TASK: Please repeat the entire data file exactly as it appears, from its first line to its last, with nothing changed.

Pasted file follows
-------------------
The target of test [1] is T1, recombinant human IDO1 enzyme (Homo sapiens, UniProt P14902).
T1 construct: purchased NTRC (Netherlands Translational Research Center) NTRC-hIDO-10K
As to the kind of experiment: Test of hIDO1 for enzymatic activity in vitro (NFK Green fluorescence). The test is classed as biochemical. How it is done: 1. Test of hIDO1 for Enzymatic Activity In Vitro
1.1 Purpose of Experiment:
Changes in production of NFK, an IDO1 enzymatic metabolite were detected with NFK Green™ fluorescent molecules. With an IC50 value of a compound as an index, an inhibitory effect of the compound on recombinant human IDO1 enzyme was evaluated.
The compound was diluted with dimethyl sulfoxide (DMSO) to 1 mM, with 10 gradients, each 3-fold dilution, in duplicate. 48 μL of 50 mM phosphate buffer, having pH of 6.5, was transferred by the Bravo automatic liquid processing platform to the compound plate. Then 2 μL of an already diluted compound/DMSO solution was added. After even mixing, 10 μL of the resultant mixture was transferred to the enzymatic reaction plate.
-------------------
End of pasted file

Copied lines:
The target of test [1] is T1, recombinant human IDO1 enzyme (Homo sapiens, UniProt P14902).
T1 construct: purchased NTRC (Netherlands Translational Research Center) NTRC-hIDO-10K
As to the kind of experiment: Test of hIDO1 for enzymatic activity in vitro (NFK Green fluorescence). The test is classed as biochemical. How it is done: 1. Test of hIDO1 for Enzymatic Activity In Vitro
1.1 Purpose of Experiment:
Changes in production of NFK, an IDO1 enzymatic metabolite were detected with NFK Green™ fluorescent molecules. With an IC50 value of a compound as an index, an inhibitory effect of the compound on recombinant human IDO1 enzyme was evaluated.
The compound was diluted with dimethyl sulfoxide (DMSO) to 1 mM, with 10 gradients, each 3-fold dilution, in duplicate. 48 μL of 50 mM phosphate buffer, having pH of 6.5, was transferred by the Bravo automatic liquid processing platform to the compound plate. Then 2 μL of an already diluted compound/DMSO solution was added. After even mixing, 10 μL of the resultant mixture was transferred to the enzymatic reaction plate.